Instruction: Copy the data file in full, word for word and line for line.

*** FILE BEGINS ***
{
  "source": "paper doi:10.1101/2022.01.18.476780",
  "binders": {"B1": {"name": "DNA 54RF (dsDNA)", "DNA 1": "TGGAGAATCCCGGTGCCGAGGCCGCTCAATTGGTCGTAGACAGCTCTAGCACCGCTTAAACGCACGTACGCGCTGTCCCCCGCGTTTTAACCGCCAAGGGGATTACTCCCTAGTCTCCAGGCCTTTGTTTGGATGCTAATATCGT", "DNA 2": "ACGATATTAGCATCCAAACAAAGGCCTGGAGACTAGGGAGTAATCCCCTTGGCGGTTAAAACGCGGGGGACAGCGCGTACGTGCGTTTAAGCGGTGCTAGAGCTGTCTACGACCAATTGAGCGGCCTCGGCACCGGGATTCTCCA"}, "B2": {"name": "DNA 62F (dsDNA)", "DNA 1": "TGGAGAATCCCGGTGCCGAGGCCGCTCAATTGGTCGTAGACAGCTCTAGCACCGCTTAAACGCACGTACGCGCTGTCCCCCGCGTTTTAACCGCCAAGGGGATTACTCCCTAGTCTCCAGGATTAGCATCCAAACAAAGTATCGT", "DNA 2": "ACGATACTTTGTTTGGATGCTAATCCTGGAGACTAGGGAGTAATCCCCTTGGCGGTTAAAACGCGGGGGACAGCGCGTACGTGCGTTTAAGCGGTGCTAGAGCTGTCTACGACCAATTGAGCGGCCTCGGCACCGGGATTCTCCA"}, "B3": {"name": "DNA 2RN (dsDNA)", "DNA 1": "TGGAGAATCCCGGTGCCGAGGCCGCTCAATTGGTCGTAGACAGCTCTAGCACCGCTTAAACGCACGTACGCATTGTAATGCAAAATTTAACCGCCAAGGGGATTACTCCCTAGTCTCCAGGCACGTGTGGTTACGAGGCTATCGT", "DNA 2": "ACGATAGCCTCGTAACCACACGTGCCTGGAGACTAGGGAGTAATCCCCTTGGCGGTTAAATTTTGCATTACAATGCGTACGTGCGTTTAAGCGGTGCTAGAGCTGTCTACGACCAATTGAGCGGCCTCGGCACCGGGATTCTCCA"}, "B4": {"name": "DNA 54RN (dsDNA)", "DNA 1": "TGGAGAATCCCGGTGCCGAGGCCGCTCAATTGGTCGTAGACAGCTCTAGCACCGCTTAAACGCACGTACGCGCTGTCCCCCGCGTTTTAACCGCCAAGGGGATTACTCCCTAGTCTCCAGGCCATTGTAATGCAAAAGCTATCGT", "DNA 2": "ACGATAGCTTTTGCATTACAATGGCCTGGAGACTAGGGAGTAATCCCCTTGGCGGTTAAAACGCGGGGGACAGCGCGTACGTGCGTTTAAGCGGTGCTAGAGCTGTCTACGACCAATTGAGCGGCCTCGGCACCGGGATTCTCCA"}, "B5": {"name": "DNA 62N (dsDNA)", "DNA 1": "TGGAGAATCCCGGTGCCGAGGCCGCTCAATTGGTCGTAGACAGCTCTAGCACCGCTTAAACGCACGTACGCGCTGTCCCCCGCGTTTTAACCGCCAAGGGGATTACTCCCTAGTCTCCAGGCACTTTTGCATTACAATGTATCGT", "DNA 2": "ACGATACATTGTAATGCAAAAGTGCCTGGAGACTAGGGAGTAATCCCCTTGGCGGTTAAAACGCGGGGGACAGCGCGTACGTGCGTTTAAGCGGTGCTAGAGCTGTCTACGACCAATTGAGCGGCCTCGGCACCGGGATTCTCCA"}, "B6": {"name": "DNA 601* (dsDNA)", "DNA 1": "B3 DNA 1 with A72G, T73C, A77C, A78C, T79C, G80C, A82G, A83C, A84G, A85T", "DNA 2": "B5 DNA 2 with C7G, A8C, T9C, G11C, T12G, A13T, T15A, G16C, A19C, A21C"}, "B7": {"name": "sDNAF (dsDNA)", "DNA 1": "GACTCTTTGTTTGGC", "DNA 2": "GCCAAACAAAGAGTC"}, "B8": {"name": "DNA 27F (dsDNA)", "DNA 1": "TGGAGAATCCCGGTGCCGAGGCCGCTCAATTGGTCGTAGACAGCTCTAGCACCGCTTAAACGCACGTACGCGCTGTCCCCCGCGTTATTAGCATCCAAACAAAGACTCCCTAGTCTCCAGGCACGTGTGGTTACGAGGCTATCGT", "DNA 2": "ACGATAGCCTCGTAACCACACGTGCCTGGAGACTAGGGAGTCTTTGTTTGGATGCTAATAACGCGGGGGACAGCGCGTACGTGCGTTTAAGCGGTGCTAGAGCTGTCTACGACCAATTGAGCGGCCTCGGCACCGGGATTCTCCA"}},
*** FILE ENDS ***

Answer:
{
  "source": "paper doi:10.1101/2022.01.18.476780",
  "binders": {"B1": {"name": "DNA 54RF (dsDNA)", "DNA 1": "TGGAGAATCCCGGTGCCGAGGCCGCTCAATTGGTCGTAGACAGCTCTAGCACCGCTTAAACGCACGTACGCGCTGTCCCCCGCGTTTTAACCGCCAAGGGGATTACTCCCTAGTCTCCAGGCCTTTGTTTGGATGCTAATATCGT", "DNA 2": "ACGATATTAGCATCCAAACAAAGGCCTGGAGACTAGGGAGTAATCCCCTTGGCGGTTAAAACGCGGGGGACAGCGCGTACGTGCGTTTAAGCGGTGCTAGAGCTGTCTACGACCAATTGAGCGGCCTCGGCACCGGGATTCTCCA"}, "B2": {"name": "DNA 62F (dsDNA)", "DNA 1": "TGGAGAATCCCGGTGCCGAGGCCGCTCAATTGGTCGTAGACAGCTCTAGCACCGCTTAAACGCACGTACGCGCTGTCCCCCGCGTTTTAACCGCCAAGGGGATTACTCCCTAGTCTCCAGGATTAGCATCCAAACAAAGTATCGT", "DNA 2": "ACGATACTTTGTTTGGATGCTAATCCTGGAGACTAGGGAGTAATCCCCTTGGCGGTTAAAACGCGGGGGACAGCGCGTACGTGCGTTTAAGCGGTGCTAGAGCTGTCTACGACCAATTGAGCGGCCTCGGCACCGGGATTCTCCA"}, "B3": {"name": "DNA 2RN (dsDNA)", "DNA 1": "TGGAGAATCCCGGTGCCGAGGCCGCTCAATTGGTCGTAGACAGCTCTAGCACCGCTTAAACGCACGTACGCATTGTAATGCAAAATTTAACCGCCAAGGGGATTACTCCCTAGTCTCCAGGCACGTGTGGTTACGAGGCTATCGT", "DNA 2": "ACGATAGCCTCGTAACCACACGTGCCTGGAGACTAGGGAGTAATCCCCTTGGCGGTTAAATTTTGCATTACAATGCGTACGTGCGTTTAAGCGGTGCTAGAGCTGTCTACGACCAATTGAGCGGCCTCGGCACCGGGATTCTCCA"}, "B4": {"name": "DNA 54RN (dsDNA)", "DNA 1": "TGGAGAATCCCGGTGCCGAGGCCGCTCAATTGGTCGTAGACAGCTCTAGCACCGCTTAAACGCACGTACGCGCTGTCCCCCGCGTTTTAACCGCCAAGGGGATTACTCCCTAGTCTCCAGGCCATTGTAATGCAAAAGCTATCGT", "DNA 2": "ACGATAGCTTTTGCATTACAATGGCCTGGAGACTAGGGAGTAATCCCCTTGGCGGTTAAAACGCGGGGGACAGCGCGTACGTGCGTTTAAGCGGTGCTAGAGCTGTCTACGACCAATTGAGCGGCCTCGGCACCGGGATTCTCCA"}, "B5": {"name": "DNA 62N (dsDNA)", "DNA 1": "TGGAGAATCCCGGTGCCGAGGCCGCTCAATTGGTCGTAGACAGCTCTAGCACCGCTTAAACGCACGTACGCGCTGTCCCCCGCGTTTTAACCGCCAAGGGGATTACTCCCTAGTCTCCAGGCACTTTTGCATTACAATGTATCGT", "DNA 2": "ACGATACATTGTAATGCAAAAGTGCCTGGAGACTAGGGAGTAATCCCCTTGGCGGTTAAAACGCGGGGGACAGCGCGTACGTGCGTTTAAGCGGTGCTAGAGCTGTCTACGACCAATTGAGCGGCCTCGGCACCGGGATTCTCCA"}, "B6": {"name": "DNA 601* (dsDNA)", "DNA 1": "B3 DNA 1 with A72G, T73C, A77C, A78C, T79C, G80C, A82G, A83C, A84G, A85T", "DNA 2": "B5 DNA 2 with C7G, A8C, T9C, G11C, T12G, A13T, T15A, G16C, A19C, A21C"}, "B7": {"name": "sDNAF (dsDNA)", "DNA 1": "GACTCTTTGTTTGGC", "DNA 2": "GCCAAACAAAGAGTC"}, "B8": {"name": "DNA 27F (dsDNA)", "DNA 1": "TGGAGAATCCCGGTGCCGAGGCCGCTCAATTGGTCGTAGACAGCTCTAGCACCGCTTAAACGCACGTACGCGCTGTCCCCCGCGTTATTAGCATCCAAACAAAGACTCCCTAGTCTCCAGGCACGTGTGGTTACGAGGCTATCGT", "DNA 2": "ACGATAGCCTCGTAACCACACGTGCCTGGAGACTAGGGAGTCTTTGTTTGGATGCTAATAACGCGGGGGACAGCGCGTACGTGCGTTTAAGCGGTGCTAGAGCTGTCTACGACCAATTGAGCGGCCTCGGCACCGGGATTCTCCA"}},